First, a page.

Referencing Robert Frank’s The Americans, and possibly also alluding to The Family of Man exhibit, “The Un-Americans” evokes a counter space, where family does not secure one’s place but instead is suspended in an unclaimed and unclaimable cultural zone. That is, both those who ‘count’ as citizens as well as those whose interdicted identities, as incomplete citizens, detained, vulnerable and subject to deportation, implicitly question the nature of how claim on the social space of the American is granted. MacIndoe’s photographs center around family groups, and the stories of families torn apart: the quiet and pensive faces of children are the sharpest points of these photographs. Where Sally Mann in the nineteen-eighties photographed her immediate family in rural America, children whose nakedness and vulnerability could be freely offered by their mother precisely because no one in Mann’s audience really had access to touch those children, the children in MacIndoe’s series are utterly vulnerable. His camera handles them with a tact and distance recalling seventeenth-century paintings. The children are not encroached upon by the photographs, nor are they indulged.


Eschewing indulgence, and demarcating a political space for private grief, MacIndoe’s images in this on-going project “The Un-Americans” participate in the aesthetic of the neutral, that Roland Barthes was working toward theorizing just before this death. The neutral “resists paradigm” and is the aesthetic space of the a-chromatic, not literally colorless, but rather that register of the visual, or the written, text that to the greatest extent possible does not pose for itself. Barthes called it “Adamic.” The images in “The Un-Americans” do not imagine their own beauty, just as the people in them cannot entirely imagine themselves outside their ghosted social space, Americans who are the haunted mirror of liberal citizenship. The images do not pose for themselves. The photograph is the space in which all is seen—it fills the sight by force, argues Barthes. The photograph shows us the optical unconscious, as Walter Benjamin long ago pointed out. The photographs in “The Un-Americans” are doubly representative of the optical unconscious: they show not just what we do not see on a day to day basis because our gaze cannot hold still the way the photograph holds still. The photographs also show the optical unconscious because we turn away from those with insecure citizenship. Who are the Americans, then, in this era that produces the haunting, Adamic images and stories of “The Un-Americans”?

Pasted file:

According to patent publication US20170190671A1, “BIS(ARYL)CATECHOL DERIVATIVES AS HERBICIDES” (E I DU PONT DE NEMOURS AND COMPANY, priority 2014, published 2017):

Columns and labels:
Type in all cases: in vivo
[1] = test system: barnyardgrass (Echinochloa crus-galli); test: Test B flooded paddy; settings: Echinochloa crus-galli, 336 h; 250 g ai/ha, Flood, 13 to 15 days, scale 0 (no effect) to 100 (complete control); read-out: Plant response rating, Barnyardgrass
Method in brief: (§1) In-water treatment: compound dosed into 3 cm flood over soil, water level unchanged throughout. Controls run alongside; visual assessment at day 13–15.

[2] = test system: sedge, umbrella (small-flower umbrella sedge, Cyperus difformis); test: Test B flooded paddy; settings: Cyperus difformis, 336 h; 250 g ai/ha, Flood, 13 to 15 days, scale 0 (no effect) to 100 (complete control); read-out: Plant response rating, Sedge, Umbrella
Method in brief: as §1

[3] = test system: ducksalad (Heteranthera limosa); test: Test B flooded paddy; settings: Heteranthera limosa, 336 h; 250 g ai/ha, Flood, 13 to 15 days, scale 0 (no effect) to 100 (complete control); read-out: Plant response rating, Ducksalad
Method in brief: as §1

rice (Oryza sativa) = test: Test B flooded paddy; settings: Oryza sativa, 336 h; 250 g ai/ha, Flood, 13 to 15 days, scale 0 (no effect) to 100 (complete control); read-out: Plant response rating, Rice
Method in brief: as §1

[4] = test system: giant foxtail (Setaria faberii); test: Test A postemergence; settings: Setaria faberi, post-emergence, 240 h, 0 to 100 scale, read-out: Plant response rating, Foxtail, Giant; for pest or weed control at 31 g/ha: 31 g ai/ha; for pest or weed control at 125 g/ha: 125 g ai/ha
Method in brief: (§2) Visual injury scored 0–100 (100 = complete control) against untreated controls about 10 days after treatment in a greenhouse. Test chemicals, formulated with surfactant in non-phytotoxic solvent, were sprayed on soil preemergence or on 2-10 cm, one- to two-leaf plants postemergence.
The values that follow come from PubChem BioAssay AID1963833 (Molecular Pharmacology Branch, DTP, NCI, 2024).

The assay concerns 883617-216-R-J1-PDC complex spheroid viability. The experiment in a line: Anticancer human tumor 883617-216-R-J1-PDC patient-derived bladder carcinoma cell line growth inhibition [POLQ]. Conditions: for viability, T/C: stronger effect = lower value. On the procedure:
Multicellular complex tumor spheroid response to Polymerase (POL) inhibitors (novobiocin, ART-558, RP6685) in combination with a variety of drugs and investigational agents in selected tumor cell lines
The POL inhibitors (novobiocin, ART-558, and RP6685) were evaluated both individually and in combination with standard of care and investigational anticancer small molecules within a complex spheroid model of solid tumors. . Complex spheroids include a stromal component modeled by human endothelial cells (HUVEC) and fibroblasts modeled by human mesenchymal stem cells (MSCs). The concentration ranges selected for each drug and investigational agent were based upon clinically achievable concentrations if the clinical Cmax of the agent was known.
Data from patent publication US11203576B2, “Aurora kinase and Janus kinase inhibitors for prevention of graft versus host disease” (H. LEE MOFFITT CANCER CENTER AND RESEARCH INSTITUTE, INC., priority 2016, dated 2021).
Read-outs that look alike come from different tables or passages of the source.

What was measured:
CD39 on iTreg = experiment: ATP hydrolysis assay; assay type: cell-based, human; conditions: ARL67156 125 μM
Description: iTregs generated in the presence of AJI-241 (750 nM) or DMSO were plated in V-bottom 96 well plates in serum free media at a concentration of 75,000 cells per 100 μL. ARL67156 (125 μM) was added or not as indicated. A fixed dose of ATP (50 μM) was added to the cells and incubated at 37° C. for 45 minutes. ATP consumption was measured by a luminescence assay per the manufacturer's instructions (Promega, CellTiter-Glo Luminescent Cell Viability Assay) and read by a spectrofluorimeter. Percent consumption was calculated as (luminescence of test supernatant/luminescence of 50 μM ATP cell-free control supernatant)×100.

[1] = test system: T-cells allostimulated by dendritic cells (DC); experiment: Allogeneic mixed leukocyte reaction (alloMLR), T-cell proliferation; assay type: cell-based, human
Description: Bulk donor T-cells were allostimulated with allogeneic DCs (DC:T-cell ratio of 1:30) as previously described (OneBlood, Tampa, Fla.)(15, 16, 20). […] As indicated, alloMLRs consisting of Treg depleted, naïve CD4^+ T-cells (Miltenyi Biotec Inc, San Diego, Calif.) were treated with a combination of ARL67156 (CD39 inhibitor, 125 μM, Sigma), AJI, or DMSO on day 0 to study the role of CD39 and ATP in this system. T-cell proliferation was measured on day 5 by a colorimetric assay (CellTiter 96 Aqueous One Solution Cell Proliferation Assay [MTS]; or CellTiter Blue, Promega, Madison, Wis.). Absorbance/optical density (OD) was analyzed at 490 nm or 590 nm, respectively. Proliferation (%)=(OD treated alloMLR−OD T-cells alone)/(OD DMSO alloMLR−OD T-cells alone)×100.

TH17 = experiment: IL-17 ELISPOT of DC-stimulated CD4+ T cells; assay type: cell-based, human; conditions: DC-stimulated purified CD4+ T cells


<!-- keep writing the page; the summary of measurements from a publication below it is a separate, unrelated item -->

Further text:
Lecture on Nan Goldin, December 2012

This lecture was delivered in my Gender and Violence class, Sociology 2380, at the University of Virginia, Charlottesville. Goldin Lecture (12/03/12)

Greer and Robert on the bed, NYC 1982 by Nan Goldin born 1953

Greer and Robert on the bed, NYC 1982 by Nan Goldin born 1953

Nan Goldin is an American photographer born in 1953. She began taking photographs in the 1960s, as a run-away teenager, living in Boston. Her first photographic subjects were the drag queens with whom she lived (Goldin is bi-sexual). She photographed the boys—as they like Goldin were run- away teens—in drag and as boys, favoring black and white photographs. She studied art at the Boston School of Fine Arts and subsequently moved to New York City, where she found her niche in the demi-monde. However an atypical demimondaine, Nan Goldin did not find work as an artist model: she herself was the artist who photographed others. Nan was an obsessive photographer, carrying her camera with her at all times. Like her friends and, as I will get to, her boyfriend, Brian, Nan used drugs heavily and so most of the photographs for which she is famous were taken both of people using drugs by a person on drugs. And yet despite this proclivity for controlled substance use, the photographs have pristine clarity. Goldin made her mark with a massive collection of photographs that she originally displayed as a traveling slide show, called the Ballad of Sexual Dependency, after the Brecht play. Goldin would show the photographs as slides firstly in bars to her friends—the subjects of the photographs—and she set the shows to music, the background music initially as important to her as the photographs. Eventually word of the power of these shows got out, and she was invited to show the images in more up-scale venues, leaving the bars and scraping a place for herself in galleries and museums. The Ballad of Sexual Dependency, as a slide show, contains thousands of images. Goldin has published a fraction of them, notably in the books The Ballad of Sexual Dependency and I’ll Be Your Mirror (titled after the Velvet Underground Song). Goldin is one of the most prominent and critically acclaimed female photographers of the latter half of the twentieth century.